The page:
Reply
  42. Dila Mujo
    April 13, 2015

    Hai Matt.. Great Tips from you. I’m a solo traveler. I went to few countries and planning to quit my job and travel the world. Still working on my blogs and hope to finish it very soon.

    One question.. Were you in Thailand sometimes last month? Saw someone in Don Muaeng airport with no hair and filming with go-pro. After reading your blog and look at you gadjets that you bring, are you the guy that i saw in Thailand?

    Reply
    • Matthew Karsten
      April 13, 2015

      Hi Dila, that’s funny! I was in Thailand last month, it very well could have been me. I was filming some stuff when I was there too. Good luck with your blog and future travels!

      Reply
  43. rachel
    April 13, 2015

    very helpful tips, I saw your photo of cockfighting and wonder if it was from Philippines? Stunning photos of beautiful people and daily life from around the world.
    Recent Post: Remove this from your Bucket List, NOW

    Reply
    • Matthew Karsten
      April 13, 2015

      That photo is from Nicaragua. But I can certainly hear the cockfighting matches here in the Philippines every Sunday…

      Reply
  44. Conner
    April 10, 2015

    Thank you for the great article! It’ll come in handy in a few months when I travel (hopefully) to Europe for a couple months! Being only a freshman in college I lack a lot of international travel knowledge and your article will definitely help!

    Reply
  45. Aaron
    April 9, 2015

    Great tips and advice, I am venturing out on my own travels in 5 weeks and need all the help I can get, I am such a newbie traveler and sometimes things can get quite overwhelming, this post has helped heaps, thanks.

    Reply
  46. itchyfeet
    April 9, 2015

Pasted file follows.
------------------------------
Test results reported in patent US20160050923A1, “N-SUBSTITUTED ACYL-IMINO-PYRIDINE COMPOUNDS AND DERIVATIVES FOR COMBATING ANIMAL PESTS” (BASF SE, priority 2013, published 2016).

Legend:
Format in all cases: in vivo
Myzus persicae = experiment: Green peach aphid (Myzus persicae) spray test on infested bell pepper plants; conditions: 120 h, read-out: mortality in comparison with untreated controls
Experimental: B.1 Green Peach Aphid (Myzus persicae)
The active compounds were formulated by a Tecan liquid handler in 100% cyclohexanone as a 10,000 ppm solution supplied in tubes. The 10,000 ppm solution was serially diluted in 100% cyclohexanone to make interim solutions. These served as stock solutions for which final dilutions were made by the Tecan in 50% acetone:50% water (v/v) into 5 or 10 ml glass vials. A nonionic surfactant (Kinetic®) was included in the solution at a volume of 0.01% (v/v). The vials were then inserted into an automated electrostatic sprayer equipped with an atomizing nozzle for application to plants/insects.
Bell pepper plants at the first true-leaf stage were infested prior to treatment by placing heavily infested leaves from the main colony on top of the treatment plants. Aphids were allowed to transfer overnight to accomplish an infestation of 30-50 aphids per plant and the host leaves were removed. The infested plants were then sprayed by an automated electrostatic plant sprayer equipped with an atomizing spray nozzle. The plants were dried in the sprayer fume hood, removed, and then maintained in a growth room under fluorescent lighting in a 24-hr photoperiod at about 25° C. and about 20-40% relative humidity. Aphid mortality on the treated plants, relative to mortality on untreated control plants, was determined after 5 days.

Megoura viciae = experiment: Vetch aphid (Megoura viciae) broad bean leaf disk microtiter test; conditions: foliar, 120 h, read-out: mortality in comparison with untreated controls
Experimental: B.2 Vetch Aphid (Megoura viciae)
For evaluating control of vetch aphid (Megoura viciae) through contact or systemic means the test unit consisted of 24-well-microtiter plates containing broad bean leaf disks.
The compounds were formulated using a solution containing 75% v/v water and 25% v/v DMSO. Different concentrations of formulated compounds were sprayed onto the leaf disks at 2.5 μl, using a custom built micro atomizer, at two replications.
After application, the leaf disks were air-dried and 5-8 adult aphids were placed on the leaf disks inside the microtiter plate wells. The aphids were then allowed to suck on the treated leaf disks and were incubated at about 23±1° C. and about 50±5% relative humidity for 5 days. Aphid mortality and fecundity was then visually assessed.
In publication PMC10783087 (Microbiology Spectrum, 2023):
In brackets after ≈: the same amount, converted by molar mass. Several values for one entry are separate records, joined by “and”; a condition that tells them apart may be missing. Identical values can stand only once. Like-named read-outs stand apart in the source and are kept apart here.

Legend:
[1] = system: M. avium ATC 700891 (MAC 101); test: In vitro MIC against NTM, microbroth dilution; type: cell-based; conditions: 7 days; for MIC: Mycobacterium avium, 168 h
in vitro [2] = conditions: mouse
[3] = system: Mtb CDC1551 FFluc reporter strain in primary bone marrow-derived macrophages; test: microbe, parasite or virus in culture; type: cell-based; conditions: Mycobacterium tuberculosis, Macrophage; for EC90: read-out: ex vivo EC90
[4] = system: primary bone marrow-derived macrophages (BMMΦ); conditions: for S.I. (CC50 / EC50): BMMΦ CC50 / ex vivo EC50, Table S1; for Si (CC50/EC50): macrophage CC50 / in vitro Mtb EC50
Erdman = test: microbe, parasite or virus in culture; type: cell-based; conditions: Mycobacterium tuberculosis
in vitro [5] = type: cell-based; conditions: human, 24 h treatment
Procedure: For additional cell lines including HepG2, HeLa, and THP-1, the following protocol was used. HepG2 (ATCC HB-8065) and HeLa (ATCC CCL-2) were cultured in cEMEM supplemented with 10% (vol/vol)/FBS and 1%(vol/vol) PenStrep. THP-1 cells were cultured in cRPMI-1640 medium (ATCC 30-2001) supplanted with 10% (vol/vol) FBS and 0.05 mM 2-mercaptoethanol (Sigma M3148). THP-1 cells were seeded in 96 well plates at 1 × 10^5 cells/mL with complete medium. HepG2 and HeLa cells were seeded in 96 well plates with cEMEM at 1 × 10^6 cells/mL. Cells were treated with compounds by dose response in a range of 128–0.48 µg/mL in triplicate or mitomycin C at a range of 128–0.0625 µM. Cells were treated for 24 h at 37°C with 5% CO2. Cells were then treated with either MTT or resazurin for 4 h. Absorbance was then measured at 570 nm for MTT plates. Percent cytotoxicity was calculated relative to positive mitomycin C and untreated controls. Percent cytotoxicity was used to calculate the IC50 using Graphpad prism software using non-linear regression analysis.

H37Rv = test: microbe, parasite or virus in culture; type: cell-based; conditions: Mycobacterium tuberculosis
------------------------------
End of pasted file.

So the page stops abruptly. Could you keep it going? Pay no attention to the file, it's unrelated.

Great Pointers! Started traveling 3 years ago 2x-3x a year. A few with guided tour and few backpacking trips with friends I met from travels. First time next month, going SOLO for a month to Spain-Portugal. Nervous but more excited. One thing I’ve learned from traveling, ive learned to live within my means and be less materialistic. In the words of my OZ friend, yolo that sh*t. =)

    Reply
    • Matthew Karsten
      April 9, 2015

      Wooo! Congrats on trying it solo. Group travel is fun, but the challenge of going it on your own is a totally different experience.

      Reply
      • Mariana Bobadilla
        May 7, 2015

        Matthew:
        Beautiful blog.
        I would love take a year off and travel the world, but I think it’s easier for a man to go on his own that there’s for a woman. Do you have an input on this?
        I’ve been planning this for a year, i’m saving but I think what is holding me is to go on my own.

        Thank you for all the tips.

        Mariana

        Reply
        • Lindsay
          June 27, 2015

          Great Article Matthew!
          I was going to comment on the general post, but I just saw Mariana’s comment and decided to reply to it and incorporate my comment :)

          Mariana: I’m a 28 year old female who has been traveling nonstop for nearly 3 years. More than 2 of those years have been solo! I completely agree with this list–couldn’t have said it better myself! I have to respond to your assumption that it’s easier for a man. I actually disagree with this. I’ve travelled alone through places like Colombia, Mexico, El Salvador, Honduras, Cambodia, among others, and have never had a major issue. I’ve found nothing but kind, helpful people along the way and haven’t had trouble meeting people to travel with whenever I felt uneasy being alone. Hostels are amazing for easily meeting travel buddies! Just be friendly and open.

          In some ways it’s easier. You’d be surprised how many people/strangers look after you when you’re a solo female. Also, as a woman, I’d say we have the advantage of having an excellent natural intuition. We tend to be a bit more cautious and listen to our inner voices better than the average dude. This goes far when galavanting around the world and can keep you out of many compromising situations.

          Also, there are loads of blogs (including my own) these days featuring the voices of solo female travelers. If you’re looking for confidence, check them out!

        • Matthew Karsten
          June 27, 2015

          Thanks for sharing your own experience Lindsay! This is very similar to what I’ve heard from other solo-female travelers.

Leave a Reply

CommentLuv badge